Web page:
Buy-in of local offices. County administrators, who supervised local Child Guidance staff, were generally not as supportive of the effort to integrate OMI services as was state-level management, and the interest of local staff varied. One of the obstacles was that staff and county administrators were accustomed to designing their own programs rather than following state-level requirements. Furthermore, the counties had no financial incentives to participate because although program materials and training were free, the workshops had to be provided without charge to the participants. The decentralized structure of the Child Guidance program thus made widespread implementation of OMI services challenging.
Fit of the curriculum for single parents. Child Guidance staff liked the PREP® curriculum and were aware of the research supporting its effectiveness. In particular, they knew that PREP®s effectiveness was based on research involving couples in committed engaged or married relationships. However, in order to meet workshop activity targets suggested, they felt that they needed to offer the program to others, such as single mothers. Most staff were uncomfortable trying the program with a population for whom effectiveness had not been scientifically established.
Recruitment issues and changing expectations. As with the Cooperative Extension Services experience, the implementation of OMI services at Child Guidance suffered from a lack of guidance and resources for recruiting participant couples. Recruitment was described by management as very stressful for staff, and not an area in which they had much experience. Despite much advertising, including flyers, church newsletters, and newspapers, some staff ended up giving the workshops to only one or two couples at a time. Child Guidance also thought that their highly trained experts should have been spending their time as clinicians, not arranging the logistics of a workshop, such as searching for locations to hold workshops and arranging for food, child care, and other workshop supports. However, they did not have the budget to hire support staff. Institution of the four-workshop commitment after many staff had already been trained exacerbated these recruitment issues, partly because of different standards for those trained before and after the rule was issued.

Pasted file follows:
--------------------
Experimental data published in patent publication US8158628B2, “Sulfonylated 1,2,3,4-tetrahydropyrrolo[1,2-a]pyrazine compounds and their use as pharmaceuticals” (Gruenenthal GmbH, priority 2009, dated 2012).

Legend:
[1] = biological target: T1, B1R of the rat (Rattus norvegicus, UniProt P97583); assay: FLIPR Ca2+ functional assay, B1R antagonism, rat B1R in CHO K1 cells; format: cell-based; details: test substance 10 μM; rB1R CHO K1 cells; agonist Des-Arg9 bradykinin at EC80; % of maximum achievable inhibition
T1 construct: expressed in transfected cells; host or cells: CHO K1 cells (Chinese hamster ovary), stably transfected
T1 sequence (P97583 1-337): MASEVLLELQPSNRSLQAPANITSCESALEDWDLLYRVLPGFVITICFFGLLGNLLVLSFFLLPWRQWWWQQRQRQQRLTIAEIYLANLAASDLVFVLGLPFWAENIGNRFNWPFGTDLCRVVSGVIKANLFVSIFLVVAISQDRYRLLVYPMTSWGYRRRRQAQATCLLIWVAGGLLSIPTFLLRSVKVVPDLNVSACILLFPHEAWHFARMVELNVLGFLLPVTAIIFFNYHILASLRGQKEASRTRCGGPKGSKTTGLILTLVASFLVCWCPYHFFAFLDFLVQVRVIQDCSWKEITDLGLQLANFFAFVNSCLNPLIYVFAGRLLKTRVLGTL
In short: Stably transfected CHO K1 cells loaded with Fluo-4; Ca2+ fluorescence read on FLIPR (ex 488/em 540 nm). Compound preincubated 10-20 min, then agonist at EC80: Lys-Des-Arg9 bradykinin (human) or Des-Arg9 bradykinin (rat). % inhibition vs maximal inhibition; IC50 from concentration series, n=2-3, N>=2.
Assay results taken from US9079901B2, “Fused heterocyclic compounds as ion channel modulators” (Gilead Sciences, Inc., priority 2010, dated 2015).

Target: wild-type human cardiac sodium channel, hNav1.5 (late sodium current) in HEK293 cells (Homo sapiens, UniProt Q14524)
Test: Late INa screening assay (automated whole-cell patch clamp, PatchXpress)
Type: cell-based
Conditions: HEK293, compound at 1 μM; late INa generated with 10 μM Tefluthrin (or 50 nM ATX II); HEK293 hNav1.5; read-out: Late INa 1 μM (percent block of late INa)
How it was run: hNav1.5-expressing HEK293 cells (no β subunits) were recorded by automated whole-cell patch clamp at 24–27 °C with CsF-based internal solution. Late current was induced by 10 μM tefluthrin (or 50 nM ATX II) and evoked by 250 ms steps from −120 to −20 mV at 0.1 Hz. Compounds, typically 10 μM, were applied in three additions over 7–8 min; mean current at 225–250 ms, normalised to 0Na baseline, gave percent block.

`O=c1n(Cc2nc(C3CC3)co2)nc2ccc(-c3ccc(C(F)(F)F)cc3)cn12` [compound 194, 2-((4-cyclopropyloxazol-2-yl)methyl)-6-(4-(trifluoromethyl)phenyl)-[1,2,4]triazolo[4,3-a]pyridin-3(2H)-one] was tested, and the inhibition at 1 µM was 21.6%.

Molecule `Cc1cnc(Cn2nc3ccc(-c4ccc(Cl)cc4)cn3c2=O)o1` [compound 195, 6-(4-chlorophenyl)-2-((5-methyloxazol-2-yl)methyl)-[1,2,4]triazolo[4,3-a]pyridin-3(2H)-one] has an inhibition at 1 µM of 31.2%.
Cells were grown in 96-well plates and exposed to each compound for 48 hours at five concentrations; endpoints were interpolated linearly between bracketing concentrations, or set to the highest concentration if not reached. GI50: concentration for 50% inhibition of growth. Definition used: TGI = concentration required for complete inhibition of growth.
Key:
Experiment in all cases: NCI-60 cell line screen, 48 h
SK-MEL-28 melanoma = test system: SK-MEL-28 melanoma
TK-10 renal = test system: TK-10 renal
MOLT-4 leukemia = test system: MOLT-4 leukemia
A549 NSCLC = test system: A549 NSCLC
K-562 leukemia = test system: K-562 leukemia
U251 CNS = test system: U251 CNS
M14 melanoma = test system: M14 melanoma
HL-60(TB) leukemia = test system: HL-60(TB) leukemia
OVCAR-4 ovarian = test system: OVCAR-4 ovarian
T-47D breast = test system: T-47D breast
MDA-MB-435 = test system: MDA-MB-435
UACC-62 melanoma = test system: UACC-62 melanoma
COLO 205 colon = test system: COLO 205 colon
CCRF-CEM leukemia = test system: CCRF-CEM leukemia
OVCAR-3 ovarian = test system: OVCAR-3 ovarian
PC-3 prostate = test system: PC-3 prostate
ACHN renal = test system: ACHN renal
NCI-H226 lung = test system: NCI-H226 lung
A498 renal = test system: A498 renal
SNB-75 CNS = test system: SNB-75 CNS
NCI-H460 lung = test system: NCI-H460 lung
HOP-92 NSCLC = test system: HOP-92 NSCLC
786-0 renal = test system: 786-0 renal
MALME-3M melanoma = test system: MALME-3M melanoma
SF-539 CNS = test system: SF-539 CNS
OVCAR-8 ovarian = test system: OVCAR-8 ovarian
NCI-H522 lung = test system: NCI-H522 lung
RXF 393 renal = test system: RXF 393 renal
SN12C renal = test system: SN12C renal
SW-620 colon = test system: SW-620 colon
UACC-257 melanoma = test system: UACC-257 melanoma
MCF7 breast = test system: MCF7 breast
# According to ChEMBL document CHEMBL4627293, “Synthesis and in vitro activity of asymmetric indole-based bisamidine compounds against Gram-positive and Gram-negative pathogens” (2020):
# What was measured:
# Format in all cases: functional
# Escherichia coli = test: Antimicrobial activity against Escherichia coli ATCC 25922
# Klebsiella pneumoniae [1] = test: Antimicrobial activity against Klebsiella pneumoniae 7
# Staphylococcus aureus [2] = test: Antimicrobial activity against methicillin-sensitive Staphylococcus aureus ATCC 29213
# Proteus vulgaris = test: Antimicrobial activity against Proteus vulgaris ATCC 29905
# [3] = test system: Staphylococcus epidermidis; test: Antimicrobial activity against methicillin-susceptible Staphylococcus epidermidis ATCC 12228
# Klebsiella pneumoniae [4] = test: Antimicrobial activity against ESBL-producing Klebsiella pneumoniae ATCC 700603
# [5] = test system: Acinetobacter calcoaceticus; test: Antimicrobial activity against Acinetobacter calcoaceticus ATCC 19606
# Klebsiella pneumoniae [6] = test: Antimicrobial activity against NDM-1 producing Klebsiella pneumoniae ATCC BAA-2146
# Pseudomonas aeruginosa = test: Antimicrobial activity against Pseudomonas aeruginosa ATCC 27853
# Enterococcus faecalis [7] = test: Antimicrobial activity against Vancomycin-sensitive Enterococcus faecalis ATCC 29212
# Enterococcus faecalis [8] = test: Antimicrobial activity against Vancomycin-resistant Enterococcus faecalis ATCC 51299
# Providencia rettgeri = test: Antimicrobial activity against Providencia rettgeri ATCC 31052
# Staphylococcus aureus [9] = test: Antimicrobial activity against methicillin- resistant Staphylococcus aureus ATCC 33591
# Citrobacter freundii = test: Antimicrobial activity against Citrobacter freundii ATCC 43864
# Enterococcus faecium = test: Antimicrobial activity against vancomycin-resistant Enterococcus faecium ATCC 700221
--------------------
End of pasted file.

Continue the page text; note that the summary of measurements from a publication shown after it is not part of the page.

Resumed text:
Change in agency leadership. Over time, with natural changes in leadership and priorities, the impetus for the program was lost and implementation challenges could not be overcome. The deputy commissioner who had been the initial advocate for OMI involvement retired. Shifting priorities and funding limitations at the state level, which resulted from factors unrelated to the OMI, also interfered with the agencys ability to address implementation barriers and sustain workshop delivery efforts. With these uncertainties, staff got the message, whether accurate or not, that the agency was no longer committed to providing marriage education services, and thus that they did not need to focus on providing workshops.
Current status. Since the three-year contract between the OMI and Child Guidance ended, several program staff have continued to support the OMIs goal of helping couples improve their relationships. Some have continued to participate in the OMI in other venues for example, as OMI workshop presenters for adoptive couples, a program of DHS. One staff member working in Oklahoma City has been conducting Within My Reach workshops for women at a community corrections facility.